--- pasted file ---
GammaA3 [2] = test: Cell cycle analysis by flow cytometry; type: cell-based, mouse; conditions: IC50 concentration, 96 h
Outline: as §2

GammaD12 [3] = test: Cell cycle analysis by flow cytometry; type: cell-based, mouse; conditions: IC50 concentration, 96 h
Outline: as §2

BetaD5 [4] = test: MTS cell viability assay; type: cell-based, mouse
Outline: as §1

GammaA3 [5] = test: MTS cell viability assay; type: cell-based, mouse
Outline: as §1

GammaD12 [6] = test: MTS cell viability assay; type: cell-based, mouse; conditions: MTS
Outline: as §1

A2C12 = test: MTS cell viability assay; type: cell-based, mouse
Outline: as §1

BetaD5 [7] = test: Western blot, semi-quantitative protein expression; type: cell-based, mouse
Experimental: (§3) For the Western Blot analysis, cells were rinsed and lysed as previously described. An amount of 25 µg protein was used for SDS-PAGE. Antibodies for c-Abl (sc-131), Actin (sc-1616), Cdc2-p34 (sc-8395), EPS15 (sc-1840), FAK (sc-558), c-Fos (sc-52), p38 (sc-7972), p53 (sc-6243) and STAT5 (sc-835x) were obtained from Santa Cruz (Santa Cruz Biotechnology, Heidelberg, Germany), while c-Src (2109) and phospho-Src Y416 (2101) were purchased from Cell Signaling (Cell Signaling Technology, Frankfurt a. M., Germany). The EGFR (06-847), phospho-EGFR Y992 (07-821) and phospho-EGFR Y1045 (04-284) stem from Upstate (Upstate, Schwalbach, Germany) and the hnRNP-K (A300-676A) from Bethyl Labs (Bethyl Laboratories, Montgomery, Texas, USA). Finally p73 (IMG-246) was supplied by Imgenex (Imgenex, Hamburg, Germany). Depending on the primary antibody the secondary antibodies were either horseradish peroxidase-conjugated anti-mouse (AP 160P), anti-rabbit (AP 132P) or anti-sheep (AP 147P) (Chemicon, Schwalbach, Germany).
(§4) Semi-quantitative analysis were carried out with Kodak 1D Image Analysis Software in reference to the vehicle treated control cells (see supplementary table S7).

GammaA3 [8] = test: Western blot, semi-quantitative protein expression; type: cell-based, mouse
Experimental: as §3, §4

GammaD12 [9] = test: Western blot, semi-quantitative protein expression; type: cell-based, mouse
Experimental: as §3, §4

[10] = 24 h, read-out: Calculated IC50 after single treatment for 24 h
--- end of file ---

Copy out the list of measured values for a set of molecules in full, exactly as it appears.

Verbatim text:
GammaA3 [2] = test: Cell cycle analysis by flow cytometry; type: cell-based, mouse; conditions: IC50 concentration, 96 h
Outline: as §2

GammaD12 [3] = test: Cell cycle analysis by flow cytometry; type: cell-based, mouse; conditions: IC50 concentration, 96 h
Outline: as §2

BetaD5 [4] = test: MTS cell viability assay; type: cell-based, mouse
Outline: as §1

GammaA3 [5] = test: MTS cell viability assay; type: cell-based, mouse
Outline: as §1

GammaD12 [6] = test: MTS cell viability assay; type: cell-based, mouse; conditions: MTS
Outline: as §1

A2C12 = test: MTS cell viability assay; type: cell-based, mouse
Outline: as §1

BetaD5 [7] = test: Western blot, semi-quantitative protein expression; type: cell-based, mouse
Experimental: (§3) For the Western Blot analysis, cells were rinsed and lysed as previously described. An amount of 25 µg protein was used for SDS-PAGE. Antibodies for c-Abl (sc-131), Actin (sc-1616), Cdc2-p34 (sc-8395), EPS15 (sc-1840), FAK (sc-558), c-Fos (sc-52), p38 (sc-7972), p53 (sc-6243) and STAT5 (sc-835x) were obtained from Santa Cruz (Santa Cruz Biotechnology, Heidelberg, Germany), while c-Src (2109) and phospho-Src Y416 (2101) were purchased from Cell Signaling (Cell Signaling Technology, Frankfurt a. M., Germany). The EGFR (06-847), phospho-EGFR Y992 (07-821) and phospho-EGFR Y1045 (04-284) stem from Upstate (Upstate, Schwalbach, Germany) and the hnRNP-K (A300-676A) from Bethyl Labs (Bethyl Laboratories, Montgomery, Texas, USA). Finally p73 (IMG-246) was supplied by Imgenex (Imgenex, Hamburg, Germany). Depending on the primary antibody the secondary antibodies were either horseradish peroxidase-conjugated anti-mouse (AP 160P), anti-rabbit (AP 132P) or anti-sheep (AP 147P) (Chemicon, Schwalbach, Germany).
(§4) Semi-quantitative analysis were carried out with Kodak 1D Image Analysis Software in reference to the vehicle treated control cells (see supplementary table S7).

GammaA3 [8] = test: Western blot, semi-quantitative protein expression; type: cell-based, mouse
Experimental: as §3, §4

GammaD12 [9] = test: Western blot, semi-quantitative protein expression; type: cell-based, mouse
Experimental: as §3, §4

[10] = 24 h, read-out: Calculated IC50 after single treatment for 24 h